The novel by Graham Greene follows a middle-aged, dissillusioned and depressed reporter in the French-Vietnam war. His determination to remain emotionally and philosophically uninvolved with the conflict, and life, comes under further strain by the naive American Pyle.
This novel is very well written and captures the weariness of it's generation with war and ideology. The audiobook, however, is not brilliantly read. The narrator doesn't differentiate between characters well so dialogue can become hard to follow and the tone makes a novel thats subject is already depressing even more so.
If the narration had been better I would have given this a 4 start review but as it is The Quiet American gets a 3.

2 of 2 people found this review helpful

  • Overall
  • Performance
  • Story
  • rena
  • 05-28-16

poor editing and irritating reading

It's a great story, but the reading voice is so monotonous and expressionless that it sounds fake and irritating rather than disillusioned . The editing is terrible, with jumps, gaps and pauses.

1 of 1 people found this review helpful

  • Overall
  • Performance
  • Story
  • Carol
  • 11-06-13

A good story

What did you like best about The Quiet American? What did you like least?

The ending was superb

Who was your favorite character and why?

Not any particular favourite,

What does Simon Cadell bring to the story that you wouldn’t experience if you had only read the book?

He brought the story alive: as though he was the character, telling his story.

If this book were a film would you go see it?

no

Any additional comments?

no

1 of 1 people found this review helpful

  • Overall
  • Catwoman
  • 04-22-11

Essence Captured by Simon Cowell

Very well read by Simon Cowell who captures both the jaded character of the narrator Fowler- a cynical british journalist - as well as the idealistic character of Pyle who is the quiet american of the story.
This is a deserved classic set in the decade before the Vietnam war when French colonial rule was on the wane and american activity and covert engagement was starting.

1 of 1 people found this review helpful

  • Overall
  • Paul
  • 08-03-10

One of my favourite books

An excellent story with superb narration by Simon Cadell - recommended.

1 of 1 people found this review helpful

  • Overall
  • Performance
  • Story
  • "mhca"
  • 07-14-17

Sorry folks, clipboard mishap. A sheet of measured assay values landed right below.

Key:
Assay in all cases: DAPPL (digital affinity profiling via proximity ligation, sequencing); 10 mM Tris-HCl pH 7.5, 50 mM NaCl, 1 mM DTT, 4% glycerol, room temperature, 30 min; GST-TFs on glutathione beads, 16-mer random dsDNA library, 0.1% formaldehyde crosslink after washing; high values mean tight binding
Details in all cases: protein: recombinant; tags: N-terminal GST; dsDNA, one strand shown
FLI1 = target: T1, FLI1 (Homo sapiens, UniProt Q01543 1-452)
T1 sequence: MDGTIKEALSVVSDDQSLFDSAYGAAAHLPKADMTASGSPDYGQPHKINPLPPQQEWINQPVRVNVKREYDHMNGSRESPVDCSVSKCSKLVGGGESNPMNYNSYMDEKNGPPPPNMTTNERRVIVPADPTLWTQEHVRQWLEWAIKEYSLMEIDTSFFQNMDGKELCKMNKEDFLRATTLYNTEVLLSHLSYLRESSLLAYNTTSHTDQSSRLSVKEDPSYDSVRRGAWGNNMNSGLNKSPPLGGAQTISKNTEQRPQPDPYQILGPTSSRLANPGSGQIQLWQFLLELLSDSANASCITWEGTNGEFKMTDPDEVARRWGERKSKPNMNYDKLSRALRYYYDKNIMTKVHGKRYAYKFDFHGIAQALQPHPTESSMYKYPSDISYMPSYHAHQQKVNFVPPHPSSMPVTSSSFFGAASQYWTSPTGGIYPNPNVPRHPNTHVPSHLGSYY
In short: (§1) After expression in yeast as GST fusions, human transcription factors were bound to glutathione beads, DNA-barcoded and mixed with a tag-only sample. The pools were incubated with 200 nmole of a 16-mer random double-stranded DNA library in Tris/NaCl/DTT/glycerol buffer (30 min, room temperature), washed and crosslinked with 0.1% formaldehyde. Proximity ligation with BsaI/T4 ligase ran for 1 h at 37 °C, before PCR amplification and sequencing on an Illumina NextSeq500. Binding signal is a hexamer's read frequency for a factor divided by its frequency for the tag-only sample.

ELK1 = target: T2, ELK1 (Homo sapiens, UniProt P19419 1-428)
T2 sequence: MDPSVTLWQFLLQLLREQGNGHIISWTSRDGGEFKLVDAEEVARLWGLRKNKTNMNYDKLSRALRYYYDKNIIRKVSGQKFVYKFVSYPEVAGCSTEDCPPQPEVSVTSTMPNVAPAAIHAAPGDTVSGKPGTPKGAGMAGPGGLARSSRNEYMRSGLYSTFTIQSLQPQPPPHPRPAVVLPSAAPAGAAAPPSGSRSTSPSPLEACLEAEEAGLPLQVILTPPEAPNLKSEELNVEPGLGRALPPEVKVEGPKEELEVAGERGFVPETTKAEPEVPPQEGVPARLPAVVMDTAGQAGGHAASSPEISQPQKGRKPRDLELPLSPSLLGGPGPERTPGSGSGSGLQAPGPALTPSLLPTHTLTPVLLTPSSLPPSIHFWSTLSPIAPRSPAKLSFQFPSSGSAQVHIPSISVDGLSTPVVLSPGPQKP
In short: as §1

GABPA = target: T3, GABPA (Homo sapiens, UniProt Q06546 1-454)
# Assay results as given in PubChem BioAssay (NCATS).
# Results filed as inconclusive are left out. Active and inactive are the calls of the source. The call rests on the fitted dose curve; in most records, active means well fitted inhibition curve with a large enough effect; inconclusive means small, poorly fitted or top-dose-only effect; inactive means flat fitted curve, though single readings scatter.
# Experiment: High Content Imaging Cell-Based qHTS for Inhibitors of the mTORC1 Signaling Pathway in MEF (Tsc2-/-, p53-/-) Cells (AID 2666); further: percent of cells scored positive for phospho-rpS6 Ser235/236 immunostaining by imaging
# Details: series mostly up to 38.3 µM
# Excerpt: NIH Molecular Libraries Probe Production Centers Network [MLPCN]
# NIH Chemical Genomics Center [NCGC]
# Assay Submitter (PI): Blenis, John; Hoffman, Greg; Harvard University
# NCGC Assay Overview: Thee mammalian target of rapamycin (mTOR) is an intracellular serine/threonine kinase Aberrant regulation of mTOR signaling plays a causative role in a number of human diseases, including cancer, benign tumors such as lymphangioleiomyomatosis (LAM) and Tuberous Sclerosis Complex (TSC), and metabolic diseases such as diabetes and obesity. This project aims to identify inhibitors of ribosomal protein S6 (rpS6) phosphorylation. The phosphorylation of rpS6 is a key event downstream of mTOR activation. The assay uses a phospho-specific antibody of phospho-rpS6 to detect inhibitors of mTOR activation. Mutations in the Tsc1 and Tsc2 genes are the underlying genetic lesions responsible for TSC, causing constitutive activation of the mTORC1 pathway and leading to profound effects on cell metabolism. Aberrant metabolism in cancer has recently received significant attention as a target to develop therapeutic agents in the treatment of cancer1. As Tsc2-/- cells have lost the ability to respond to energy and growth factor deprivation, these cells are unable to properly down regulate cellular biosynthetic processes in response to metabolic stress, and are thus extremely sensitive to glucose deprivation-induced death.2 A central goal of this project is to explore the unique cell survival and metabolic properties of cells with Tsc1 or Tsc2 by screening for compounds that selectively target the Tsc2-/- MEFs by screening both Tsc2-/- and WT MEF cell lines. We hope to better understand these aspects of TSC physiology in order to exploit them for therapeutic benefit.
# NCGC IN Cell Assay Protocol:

As always Graham Greene at his best!

Graham Greene has a wonderful understanding of human nature, which make his stories credible on every level. This wonderful story of The Quiet American is revealing on so many levels of humanity, and the resulting behaviour during warfare, when it is one fought in our life time it is even more resonance.
A great book.

  • Overall
  • Performance
  • Story
  • Kate A
  • 09-27-16

Vietnam a fascinating backdrop

The performance definitely enhanced this book. The Vietnamese setting is like another character in the intriguing story, and the plot unfurls piece by well timed piece. The writing is more and more enjoyable, with especially interesting descriptions. This isn't normally the kind of book I thought I liked but I'm very glad I chose it.

  • Overall
  • Performance
  • Story
  • John Cornwell
  • 09-12-16

The best book about Vietnam

Such a brilliant book written by the one and only Graham Greene. Not afraid of upsetting the American market by his depiction of post war American blind belief in being right no matter what the cost might be. A candid depiction of European power fading in colonial decay as prestige is superseded by a new world order.

  • Overall
  • Performance
  • Story
  • David Roebuck
  • 09-24-15

The best book ever written about Viet Nam

Superbly read by the late Simon Cadell, and probably the easiest entry into "Greene land"

Sort by:
  • Overall
  • Performance
  • Story
  • Richard
  • 07-12-17

A book which came alive

Having lived in SE Asia since 1984, and for 5 years in Vietnam I have read Greene's book on the beginnings of the American War many times. The characters of the book while dated are somewhat contemporary. Phuong is a person who characterises the mind of a young Asian woman. What one characterises as "Love" can be misconstrued as something else in the shallow Western mind. Americans still try to change the world to their own viewpoint. Modern examples are South America, Iraq, Syria etc. Some of this thinking is somewhat jaded, however still remains. This book is amongst one of Greene's best. He has captured the deceptive gentleness of the Asian mind which has a steely edge despite the truth of tenacity and calculation. So, beware of those thin

  • Overall
  • Performance
  • Story
  • Katrina
  • 03-27-15

Thought provoking book

Loved the narration, listened to it twice, couldn't get enough. A finely woven tale interlaced with ethical dilemmas that leave you torn. Historical background made me greedy for more information about Vietnam, colonialism and the long war in the country. Graham Greene, the consummate story teller, leaves me desperate for more of his stories. Simon Cadell gives a perfect reading. Totally enjoyable.